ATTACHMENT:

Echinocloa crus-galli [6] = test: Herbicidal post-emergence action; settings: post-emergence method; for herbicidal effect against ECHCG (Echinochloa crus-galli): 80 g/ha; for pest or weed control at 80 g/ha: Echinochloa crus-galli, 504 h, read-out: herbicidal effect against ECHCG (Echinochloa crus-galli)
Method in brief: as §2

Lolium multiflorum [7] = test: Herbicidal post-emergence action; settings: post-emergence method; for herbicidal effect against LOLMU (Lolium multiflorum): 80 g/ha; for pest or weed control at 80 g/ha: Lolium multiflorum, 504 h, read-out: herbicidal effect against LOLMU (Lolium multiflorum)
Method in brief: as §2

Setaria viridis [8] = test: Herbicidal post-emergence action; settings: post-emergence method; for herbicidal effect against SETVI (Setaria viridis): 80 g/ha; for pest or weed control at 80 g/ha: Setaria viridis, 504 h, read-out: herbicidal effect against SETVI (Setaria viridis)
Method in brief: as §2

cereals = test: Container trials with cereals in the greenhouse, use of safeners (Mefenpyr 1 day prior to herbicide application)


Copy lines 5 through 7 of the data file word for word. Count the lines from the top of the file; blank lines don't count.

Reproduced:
Setaria viridis [8] = test: Herbicidal post-emergence action; settings: post-emergence method; for herbicidal effect against SETVI (Setaria viridis): 80 g/ha; for pest or weed control at 80 g/ha: Setaria viridis, 504 h, read-out: herbicidal effect against SETVI (Setaria viridis)
Method in brief: as §2

cereals = test: Container trials with cereals in the greenhouse, use of safeners (Mefenpyr 1 day prior to herbicide application)